Georgia Business Entities: Your Options

As a business owner, you have a lot of important decisions to make. Often, the first important choice you must make is how to legally structure your business. There are a number of different business types available to choose from, and each has its own advantages and disadvantages. In order to help get you started, below is an overview of the most common types of business entities in Georgia.  

  • Partnership – A partnership is the type of business that is considered to be a separate entity from its shareholders. Partnerships must have at least two partners, one of which must assume the role of general partner. A partnership’s net income is considered the income of the partners.
  • Limited liability partnership – A limited liability partnership is similar to a general partnership, the main difference being that the partners in a limited liability partnership must assume at least some personal liability.
  • C corporation – A C corporation is a type of incorporated business that affords its shareholders limited liability protection, and it must have at least one shareholder. This type of corporation is allowed total discretion over the amount of profit that it can retain and distribute.
  • S corporation – An S corporation gives its shareholders limited liability protection and must have between one and 100 shareholders. In addition, this entity type is allowed full control over the amount of profit that it can retain and distribute.
  • Sole proprietorship – A sole proprietorship is an unincorporated business that requires no special paperwork or registration to form. In order to form a sole proprietorship, all that an individual must do is report all business expenses and income on a 1040 Schedule C tax form. Given the lack of filing requirements, sole proprietorships are considered the easiest types of businesses to create and dissolve.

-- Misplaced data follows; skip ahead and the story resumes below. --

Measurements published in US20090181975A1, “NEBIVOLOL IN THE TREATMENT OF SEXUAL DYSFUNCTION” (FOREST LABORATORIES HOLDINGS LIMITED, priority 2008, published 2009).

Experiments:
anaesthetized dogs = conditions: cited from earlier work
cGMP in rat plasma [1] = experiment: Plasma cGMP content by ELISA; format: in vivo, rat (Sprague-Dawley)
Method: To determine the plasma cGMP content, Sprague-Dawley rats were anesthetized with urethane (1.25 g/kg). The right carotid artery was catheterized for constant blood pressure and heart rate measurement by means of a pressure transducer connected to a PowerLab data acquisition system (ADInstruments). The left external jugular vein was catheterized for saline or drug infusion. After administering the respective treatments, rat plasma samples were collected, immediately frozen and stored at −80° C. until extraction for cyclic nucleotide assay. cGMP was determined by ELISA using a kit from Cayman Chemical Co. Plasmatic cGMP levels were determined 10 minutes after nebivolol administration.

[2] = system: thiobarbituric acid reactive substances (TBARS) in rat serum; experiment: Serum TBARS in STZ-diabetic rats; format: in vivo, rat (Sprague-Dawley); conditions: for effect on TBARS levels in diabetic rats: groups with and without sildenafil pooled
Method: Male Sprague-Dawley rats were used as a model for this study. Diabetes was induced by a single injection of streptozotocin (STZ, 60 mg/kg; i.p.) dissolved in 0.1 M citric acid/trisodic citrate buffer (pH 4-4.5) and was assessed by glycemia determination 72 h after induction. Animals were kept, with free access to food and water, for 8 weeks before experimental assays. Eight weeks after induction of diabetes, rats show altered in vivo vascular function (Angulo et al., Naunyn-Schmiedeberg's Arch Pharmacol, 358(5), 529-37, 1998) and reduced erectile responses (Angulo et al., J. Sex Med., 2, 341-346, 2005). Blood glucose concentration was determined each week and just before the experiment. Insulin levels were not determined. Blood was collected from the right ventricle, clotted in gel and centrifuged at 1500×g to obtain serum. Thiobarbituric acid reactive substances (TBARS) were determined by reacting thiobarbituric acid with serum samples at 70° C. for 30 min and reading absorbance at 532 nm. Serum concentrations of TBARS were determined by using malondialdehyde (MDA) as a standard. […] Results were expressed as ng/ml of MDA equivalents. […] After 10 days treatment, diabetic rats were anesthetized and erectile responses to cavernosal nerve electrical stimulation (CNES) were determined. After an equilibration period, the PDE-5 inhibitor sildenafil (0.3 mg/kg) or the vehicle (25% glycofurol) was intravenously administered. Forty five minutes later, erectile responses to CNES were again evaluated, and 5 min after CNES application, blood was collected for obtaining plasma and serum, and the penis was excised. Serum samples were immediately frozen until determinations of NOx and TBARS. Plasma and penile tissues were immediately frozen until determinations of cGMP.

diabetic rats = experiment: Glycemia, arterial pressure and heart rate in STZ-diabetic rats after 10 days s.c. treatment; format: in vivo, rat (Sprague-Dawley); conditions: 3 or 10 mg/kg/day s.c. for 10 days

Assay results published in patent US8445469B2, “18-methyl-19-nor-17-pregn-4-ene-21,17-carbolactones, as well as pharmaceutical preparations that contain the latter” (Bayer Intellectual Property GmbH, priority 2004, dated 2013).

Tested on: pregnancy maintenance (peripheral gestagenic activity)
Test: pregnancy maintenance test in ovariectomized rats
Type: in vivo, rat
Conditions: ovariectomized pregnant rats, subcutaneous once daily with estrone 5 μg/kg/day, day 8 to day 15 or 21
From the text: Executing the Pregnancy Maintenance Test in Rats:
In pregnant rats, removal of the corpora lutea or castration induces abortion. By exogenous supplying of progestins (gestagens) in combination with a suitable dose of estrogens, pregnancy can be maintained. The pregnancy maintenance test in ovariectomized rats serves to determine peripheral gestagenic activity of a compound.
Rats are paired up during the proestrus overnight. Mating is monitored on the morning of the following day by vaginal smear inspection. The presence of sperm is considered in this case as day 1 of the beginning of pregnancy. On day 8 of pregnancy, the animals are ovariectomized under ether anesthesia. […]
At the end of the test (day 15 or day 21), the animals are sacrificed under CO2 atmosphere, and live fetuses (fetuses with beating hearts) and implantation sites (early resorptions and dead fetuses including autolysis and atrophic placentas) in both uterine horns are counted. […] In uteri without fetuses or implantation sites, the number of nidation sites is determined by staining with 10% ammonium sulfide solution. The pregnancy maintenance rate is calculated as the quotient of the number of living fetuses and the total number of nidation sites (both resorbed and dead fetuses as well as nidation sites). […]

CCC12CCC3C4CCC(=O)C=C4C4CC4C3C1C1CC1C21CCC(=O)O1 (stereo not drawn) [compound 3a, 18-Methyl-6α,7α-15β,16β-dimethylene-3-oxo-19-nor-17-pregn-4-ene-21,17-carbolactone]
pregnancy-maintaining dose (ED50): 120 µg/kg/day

• Limited liability company – A limited liability company is essentially a combination of a corporation and a partnership or sole proprietorship. Limited liability company members cannot be held personally liable for the organization’s debts or liabilities.
  • Stock corporation – A stock corporation is a business with shareholders who acquire ownership through the purchase of stock. In addition to owning shares of the company, shareholders typically receive dividends based on the total number of shares they own.

Georgia Business and Corporate Law Attorneys

At Klosinski Overstreet, our attorneys can help you determine which type of business organization best suits your needs. In addition, as experienced Georgia business and corporate attorneys, we can assist your organization with a variety of contractual, structural, and financial transactions. And unlike some law practices, we are committed to honest and open communication, as our experienced Georgia attorneys understand that you must be fully informed of your legal options in order to make the best decisions for your business. If you are in need of a business and corporate law attorney, please contact us for a consultation.

Posted in: Business Law